Interpublic also is in talks to acquire MacManus Group, the parent of D'Arcy Masius Benton & Bowles.
The two moves, each of which would send aftershocks through the advertising industry, are expected to be discussed at the holding company's Oct. 26 board meeting in New York.
WELCOMED BY CLIENTS
Several executives at marketers that are clients of Ammirati or Lowe said they have been told a deal is in the works to join the two. One executive said clients would welcome the merger.
"It brings a strong creative resource [Lowe] into a quite strong network [Ammirati]," the executive said.
But Ammirati North American Chairman-CEO Jim Allman said his U.S. clients "have not been informed of such a merger." He declined further comment, as did Lowe.
"There is no announcement coming out of the board meeting," said Interpublic Chairman and President-CEO Philip H. Geier. "We're going to release earnings."
When asked if the Ammirati/Lowe merger and MacManus acquisition will be on the agenda, he answered: "I don't know if they'll be discussed. We're a public company, we discuss a lot."
While some clients are being consulted, few agency executives are said to be included in the talks. High-level executives at both Ammirati and Lowe claim to know little about the negotiations. Several said only Mr. Geier and Chief Financial Officer Eugene Beard know all the details.
Talk of a merger between the sibling Interpublic agencies has buzzed about the industry for years.
Lowe is known for its strong leadership and creative prowess, but has lost pitches because of its lackluster international network. Ammirati has a stronger international network, but has struggled with leadership issues and management turnover.
A combined Ammirati/Lowe would rank No. 5 in the world with $1.03 billion in annual gross income, above Euro RSCG Worldwide and just below J. Walter Thompson Co., according to Advertising Age data. Ammirati ranked 15th and Lowe 21st last year.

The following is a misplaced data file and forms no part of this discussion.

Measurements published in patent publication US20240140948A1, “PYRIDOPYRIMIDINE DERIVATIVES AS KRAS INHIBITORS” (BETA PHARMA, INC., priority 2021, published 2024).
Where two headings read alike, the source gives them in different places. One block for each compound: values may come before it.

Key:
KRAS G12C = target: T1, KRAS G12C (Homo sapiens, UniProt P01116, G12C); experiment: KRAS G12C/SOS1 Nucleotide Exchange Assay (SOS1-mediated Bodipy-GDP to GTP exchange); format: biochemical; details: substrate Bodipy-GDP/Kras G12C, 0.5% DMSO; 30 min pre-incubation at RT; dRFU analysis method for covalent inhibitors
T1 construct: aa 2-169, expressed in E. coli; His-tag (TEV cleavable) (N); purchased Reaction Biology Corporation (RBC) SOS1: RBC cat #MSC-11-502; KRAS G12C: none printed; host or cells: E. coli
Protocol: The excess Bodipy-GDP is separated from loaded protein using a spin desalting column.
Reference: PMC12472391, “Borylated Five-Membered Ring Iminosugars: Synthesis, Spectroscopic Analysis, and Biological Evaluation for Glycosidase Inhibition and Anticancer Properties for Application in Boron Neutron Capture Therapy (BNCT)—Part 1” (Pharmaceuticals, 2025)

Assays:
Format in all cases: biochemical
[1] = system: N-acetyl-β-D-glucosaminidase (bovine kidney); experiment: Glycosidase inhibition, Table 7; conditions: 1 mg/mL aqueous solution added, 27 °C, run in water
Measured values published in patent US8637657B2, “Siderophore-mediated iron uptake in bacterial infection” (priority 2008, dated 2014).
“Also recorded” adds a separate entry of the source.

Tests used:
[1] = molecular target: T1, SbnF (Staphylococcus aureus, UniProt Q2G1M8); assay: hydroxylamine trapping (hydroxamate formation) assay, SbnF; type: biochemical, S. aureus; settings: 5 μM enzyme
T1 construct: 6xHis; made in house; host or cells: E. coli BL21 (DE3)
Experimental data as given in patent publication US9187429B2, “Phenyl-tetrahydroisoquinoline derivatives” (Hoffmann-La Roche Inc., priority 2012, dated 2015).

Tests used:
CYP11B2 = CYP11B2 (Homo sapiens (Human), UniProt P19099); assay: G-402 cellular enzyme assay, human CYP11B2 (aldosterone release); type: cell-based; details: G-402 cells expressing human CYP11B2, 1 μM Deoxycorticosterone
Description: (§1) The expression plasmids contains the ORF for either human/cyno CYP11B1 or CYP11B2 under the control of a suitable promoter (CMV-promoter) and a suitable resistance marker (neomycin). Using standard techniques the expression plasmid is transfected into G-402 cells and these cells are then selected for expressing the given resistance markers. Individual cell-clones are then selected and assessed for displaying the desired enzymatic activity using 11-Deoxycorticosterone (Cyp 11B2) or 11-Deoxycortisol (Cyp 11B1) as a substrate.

The merged agency would have an estimated $7.6 billion in billings.
But it also would have to contend with several seemingly irreconcilable client conflicts that could result in the loss of some accounts. Ammirati handles Unilever work, while Lowe works with German detergent and haircare marketer Henkel. And Ammirati handles General Motors Corp. business, while Lowe works for Toyota Motor Europe.
Who would lead the merged agency is not clear. There had been speculation that Lowe Chairman Frank Lowe was resisting the merger, although he's now said to be an integral part of the talks. The role of Ammirati Chairman Martin Puris is less clear; even before the merger rumors resurfaced, there was talk he might leave the agency by yearend or that Interpublic would bring in a high-level manager to work with Mr. Puris.
The MacManus rumor also has swirled for some time, but those talks are said to have heated up considerably. MacManus Chairman Roy Bostock last week again denied rumors the holding company will be acquired by Interpublic.
The most obvious client conflict in that scenario is between Interpublic's Unilever work and MacManus' Procter & Gamble Co. business.
One other possibility is a merger of the media buying operations of Interpublic and MacManus.
Based on 1998 data, an acquisition of MacManus would make Interpublic the world's largest advertising organization, with gross income of nearly $5.2 billion.